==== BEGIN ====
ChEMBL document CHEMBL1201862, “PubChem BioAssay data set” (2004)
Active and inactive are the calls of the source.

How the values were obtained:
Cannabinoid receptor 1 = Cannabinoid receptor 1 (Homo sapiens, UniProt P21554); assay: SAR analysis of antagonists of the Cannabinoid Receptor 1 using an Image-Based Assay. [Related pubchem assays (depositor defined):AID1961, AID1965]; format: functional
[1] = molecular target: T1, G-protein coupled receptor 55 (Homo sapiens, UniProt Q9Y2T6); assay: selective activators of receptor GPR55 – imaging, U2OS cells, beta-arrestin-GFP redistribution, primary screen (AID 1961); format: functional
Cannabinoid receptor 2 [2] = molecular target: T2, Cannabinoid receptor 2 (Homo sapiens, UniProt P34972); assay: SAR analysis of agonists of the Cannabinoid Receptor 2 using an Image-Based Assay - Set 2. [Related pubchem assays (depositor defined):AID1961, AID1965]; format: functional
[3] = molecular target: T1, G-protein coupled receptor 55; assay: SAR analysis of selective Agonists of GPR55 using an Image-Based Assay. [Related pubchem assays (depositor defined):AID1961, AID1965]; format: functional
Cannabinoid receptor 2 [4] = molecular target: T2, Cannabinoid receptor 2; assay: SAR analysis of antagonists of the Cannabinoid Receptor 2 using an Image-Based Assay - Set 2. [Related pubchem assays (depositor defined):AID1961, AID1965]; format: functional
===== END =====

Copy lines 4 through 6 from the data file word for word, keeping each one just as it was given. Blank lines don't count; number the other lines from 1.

Cannabinoid receptor 1 = Cannabinoid receptor 1 (Homo sapiens, UniProt P21554); assay: SAR analysis of antagonists of the Cannabinoid Receptor 1 using an Image-Based Assay. [Related pubchem assays (depositor defined):AID1961, AID1965]; format: functional
[1] = molecular target: T1, G-protein coupled receptor 55 (Homo sapiens, UniProt Q9Y2T6); assay: selective activators of receptor GPR55 – imaging, U2OS cells, beta-arrestin-GFP redistribution, primary screen (AID 1961); format: functional
Cannabinoid receptor 2 [2] = molecular target: T2, Cannabinoid receptor 2 (Homo sapiens, UniProt P34972); assay: SAR analysis of agonists of the Cannabinoid Receptor 2 using an Image-Based Assay - Set 2. [Related pubchem assays (depositor defined):AID1961, AID1965]; format: functional